I read the posts and waited, then, well into the discussion, I pointed out that people had been spinning for millennia, that some of the most beautiful yarn and thread has been and is produced on crude spindles, fashioned on the spot from items at hand and that nothing prevents any one of us from doing the same. Others agreed, explaining how to make a spindle for under $5 and the original poster was grateful. Although she still wanted those fancy spindles, she appreciated that they were not necessary for her practice.
Patanjali's Sutras are probably not something the average yoga client picks up for her commuter reading; however, every serious yoga student, teacher, practitioner I've met pays at least lip service to the significance of the Sutras in yoga history, even if they haven't read them. It's a difficult work, layered and rich, and, since I don't read Sanskrit, I know I'm missing much of its original intent. What repeated readings have given me is the clear instruction that the ability to perfect asana is not the primary goal of yoga. Samadhi, or "Perfect Concentration," is and to get there, the yogi needs the power of mind and meditation, not the body. Apart from brief mention of having a comfortable seat when one meditates, the Sutras emphasize that practice is hard, continual work. Those who wish to attain Samadhi will likely require many, many life times to do so, but this lofty goal is something any devoted practitioner can achieve, with sincere effort and practice.
So, given that the Sutras emphasize that the asana in yoga are intended to develop the body in order to prepare the mind for meditation and that one should expect to experience adversity in order to get there, how have we come a point where nearly everything we hear, read, do and know about yoga focuses on the body? When did the shift/disconnect occur? Why is it that, with an entire section in the Sutras delving into the mystical powers attainable through yogic practice, we are far more interested in what yoga can do for our physical forms? What makes us think that we can become yogis through asana, while disregarding meditative practice? And even though the Sutras mention that one should find a comfortable seat in meditation, how did that come to mean that our practice requires a room of its own, the soft natural daylight or warm glow of candlelight in a pleasantly appointed studio? How did it happen that we believe we need shiny, pretty things-including a nice, comfy studio-in order to be able to practice properly? Are those who cannot afford the fancy yoga gear, the cost of classes or whose location prevents access to such things unable to "fully participate in the craft they love?"
Part of this perspective, perhaps all of it, stems from the Western belief that money improves everything. Our practice, whether it is fibre arts, yoga or golfing, will be better served if we have the best tools, the best clothing, the nicest environment. It's true that what occurs in the mind is reflected in the body, but somehow, many of us have transformed this to mean that our surface appearance is the prime indicator of our state of spiritual and mental well-being. If we look good, well, we must be doing something right. That may be true, but it could also be that our insistence on matter over mind is an attempt to shore up a poor self-image.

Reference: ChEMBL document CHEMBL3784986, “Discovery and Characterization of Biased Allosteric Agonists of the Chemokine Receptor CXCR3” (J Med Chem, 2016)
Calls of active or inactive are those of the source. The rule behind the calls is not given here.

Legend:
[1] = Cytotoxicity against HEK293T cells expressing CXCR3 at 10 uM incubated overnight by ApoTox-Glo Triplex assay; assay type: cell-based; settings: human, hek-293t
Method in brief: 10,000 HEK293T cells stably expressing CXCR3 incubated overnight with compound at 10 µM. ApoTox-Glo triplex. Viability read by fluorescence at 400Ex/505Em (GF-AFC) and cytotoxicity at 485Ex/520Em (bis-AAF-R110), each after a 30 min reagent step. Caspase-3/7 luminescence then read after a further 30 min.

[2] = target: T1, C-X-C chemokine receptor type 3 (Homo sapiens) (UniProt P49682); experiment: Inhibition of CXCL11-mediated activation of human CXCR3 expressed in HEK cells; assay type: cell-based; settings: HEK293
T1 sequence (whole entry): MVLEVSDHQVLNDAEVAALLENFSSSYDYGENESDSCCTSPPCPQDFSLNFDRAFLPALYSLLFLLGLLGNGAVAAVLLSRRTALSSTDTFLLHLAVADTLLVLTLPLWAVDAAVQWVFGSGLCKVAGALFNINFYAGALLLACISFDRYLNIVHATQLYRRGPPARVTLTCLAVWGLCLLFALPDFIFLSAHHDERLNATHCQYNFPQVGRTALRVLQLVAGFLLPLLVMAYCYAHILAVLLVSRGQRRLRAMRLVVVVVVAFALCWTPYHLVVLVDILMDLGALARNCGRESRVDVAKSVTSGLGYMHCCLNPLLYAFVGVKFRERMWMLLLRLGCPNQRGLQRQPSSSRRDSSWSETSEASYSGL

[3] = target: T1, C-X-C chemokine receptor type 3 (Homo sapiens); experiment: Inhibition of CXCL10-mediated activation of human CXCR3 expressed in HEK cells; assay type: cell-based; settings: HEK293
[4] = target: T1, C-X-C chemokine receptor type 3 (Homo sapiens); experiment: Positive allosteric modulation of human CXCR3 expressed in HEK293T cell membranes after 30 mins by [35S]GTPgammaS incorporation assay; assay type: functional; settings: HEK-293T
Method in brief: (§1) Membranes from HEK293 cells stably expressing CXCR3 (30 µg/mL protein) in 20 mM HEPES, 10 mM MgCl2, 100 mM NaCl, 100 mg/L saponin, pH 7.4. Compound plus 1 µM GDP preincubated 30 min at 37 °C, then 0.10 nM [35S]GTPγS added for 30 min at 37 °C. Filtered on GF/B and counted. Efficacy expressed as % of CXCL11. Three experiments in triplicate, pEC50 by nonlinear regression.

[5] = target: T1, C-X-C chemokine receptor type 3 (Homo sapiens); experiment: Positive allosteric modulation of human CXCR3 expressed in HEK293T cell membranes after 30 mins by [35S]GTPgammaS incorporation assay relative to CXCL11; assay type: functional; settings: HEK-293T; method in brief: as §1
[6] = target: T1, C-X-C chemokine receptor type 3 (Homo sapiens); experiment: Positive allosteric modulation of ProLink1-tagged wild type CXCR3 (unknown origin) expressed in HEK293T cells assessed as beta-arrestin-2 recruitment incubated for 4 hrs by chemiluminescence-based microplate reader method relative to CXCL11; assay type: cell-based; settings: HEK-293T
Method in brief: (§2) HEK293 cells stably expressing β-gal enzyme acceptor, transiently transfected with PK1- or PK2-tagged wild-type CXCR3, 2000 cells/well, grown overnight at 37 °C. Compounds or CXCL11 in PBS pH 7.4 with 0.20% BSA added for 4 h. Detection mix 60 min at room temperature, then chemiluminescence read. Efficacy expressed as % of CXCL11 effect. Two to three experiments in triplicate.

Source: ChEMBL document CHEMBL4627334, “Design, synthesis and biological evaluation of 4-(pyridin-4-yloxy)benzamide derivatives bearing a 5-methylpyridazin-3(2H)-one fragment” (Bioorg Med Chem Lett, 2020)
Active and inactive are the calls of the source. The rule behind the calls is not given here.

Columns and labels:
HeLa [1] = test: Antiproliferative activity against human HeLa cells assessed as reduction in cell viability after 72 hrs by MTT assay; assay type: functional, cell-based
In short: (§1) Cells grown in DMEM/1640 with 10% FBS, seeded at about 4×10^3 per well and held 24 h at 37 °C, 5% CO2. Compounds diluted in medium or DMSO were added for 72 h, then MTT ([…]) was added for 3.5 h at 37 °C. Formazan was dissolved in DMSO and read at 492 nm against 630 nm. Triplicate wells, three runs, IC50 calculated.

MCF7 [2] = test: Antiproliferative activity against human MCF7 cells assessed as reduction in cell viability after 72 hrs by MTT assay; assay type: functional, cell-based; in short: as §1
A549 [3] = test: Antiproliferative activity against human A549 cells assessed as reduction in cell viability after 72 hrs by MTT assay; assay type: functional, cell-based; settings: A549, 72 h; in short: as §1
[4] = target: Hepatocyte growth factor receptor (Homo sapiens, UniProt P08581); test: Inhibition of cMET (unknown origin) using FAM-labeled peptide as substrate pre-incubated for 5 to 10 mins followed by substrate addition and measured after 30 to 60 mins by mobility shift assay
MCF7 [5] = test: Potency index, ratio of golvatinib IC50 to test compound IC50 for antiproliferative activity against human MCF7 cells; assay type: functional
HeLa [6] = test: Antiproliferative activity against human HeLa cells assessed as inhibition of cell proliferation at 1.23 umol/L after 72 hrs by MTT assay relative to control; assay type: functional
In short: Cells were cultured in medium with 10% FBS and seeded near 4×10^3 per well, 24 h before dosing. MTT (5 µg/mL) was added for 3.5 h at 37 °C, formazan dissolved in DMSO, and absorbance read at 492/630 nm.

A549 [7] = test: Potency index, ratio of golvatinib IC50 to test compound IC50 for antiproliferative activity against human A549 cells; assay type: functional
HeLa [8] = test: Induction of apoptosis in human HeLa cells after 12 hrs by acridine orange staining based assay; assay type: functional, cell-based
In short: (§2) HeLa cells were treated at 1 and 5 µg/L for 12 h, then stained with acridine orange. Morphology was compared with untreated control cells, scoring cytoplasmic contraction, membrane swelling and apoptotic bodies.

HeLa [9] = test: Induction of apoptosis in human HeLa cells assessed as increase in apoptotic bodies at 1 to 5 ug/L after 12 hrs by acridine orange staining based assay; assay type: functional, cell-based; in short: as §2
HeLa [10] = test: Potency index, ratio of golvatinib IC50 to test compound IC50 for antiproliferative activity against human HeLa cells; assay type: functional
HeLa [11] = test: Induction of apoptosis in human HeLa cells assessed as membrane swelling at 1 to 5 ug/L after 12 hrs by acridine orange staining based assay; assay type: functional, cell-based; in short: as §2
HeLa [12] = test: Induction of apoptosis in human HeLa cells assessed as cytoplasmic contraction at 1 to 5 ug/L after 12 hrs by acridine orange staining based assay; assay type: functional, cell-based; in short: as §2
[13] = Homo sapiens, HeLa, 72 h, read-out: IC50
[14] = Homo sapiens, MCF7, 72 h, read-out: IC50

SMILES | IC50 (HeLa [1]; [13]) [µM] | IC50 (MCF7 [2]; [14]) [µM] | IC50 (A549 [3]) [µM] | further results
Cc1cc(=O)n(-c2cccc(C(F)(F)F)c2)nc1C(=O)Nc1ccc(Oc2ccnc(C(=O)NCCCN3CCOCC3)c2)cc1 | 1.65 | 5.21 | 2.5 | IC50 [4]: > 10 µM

I love working with beautiful tools. Precisely balanced wheels and spindles, hand made by expert craftspeople can make my spinning go more smoothly. It's more fun to knit when my needles don't catch in the yarns. Colour glides across the paper when I use a fine brush and quality paints. I also love practicing in warm, inviting studios, where the floors are smooth and clean and the props are plentiful. I'm happy to pay, and pay well, when I can, in order to spoil myself. All these things make life easier; but they're privileges, not requirements. Not one of them make me a "better" spinner, knitter, painter, yoga practitioner.
My yoga practice began in a crowded university classroom, on a dirty floor at a time when yoga mats were unheard of. I've had splinters in my butt from yoga classes in a park bandstand; I've chased bugs away from my mat in another park this summer. I've meditated on cold concrete floors, in dingy, damp basements with no windows. I've practiced stilling the mind while flat on my back in a hospital bed. It's all yoga.
I recognize and fully support the fact that everyone is entitled to decent compensation for the work she does. I do not believe that someone should be paid less for doing work they love or work that is socially oriented. (In fact, if you want to get into it with me, just tell me that I should knit you something for free or at cost, because I'm doing it all the time, anyway!) Modern yogis have mortgages, bills and family just like the rest of us, so if you're looking to practice in a fully equipped studio, be prepared to contribute to the cost of maintaining that. Just don't fall into the trap of believing that this is the only way to have a "real" practice. (There are those who would argue that comfort in yoga is not particularly good for you. For an extreme example, look up the practices of the Kapalika yogis. Think of them the next time you're uncomfortable sitting in meditation.) If you truly cannot afford to practice in a studio, then practice anyway, as best you can. Be aware that there are always options-could you afford classes if you gave up that $5/day coffee and muffin combo? (Yes, you can.) Can you trade services for practice? (Yes, you often can.) Can you find a place to plant that rear end for 10 minutes in order to let the mind settle? (Oh, yes, you most certainly can.)
Just remember: the song says, "Money changes everything." There's nothing in there about money and improvement.
|It costs nothing to let the heart sing in appreciation of beauty.|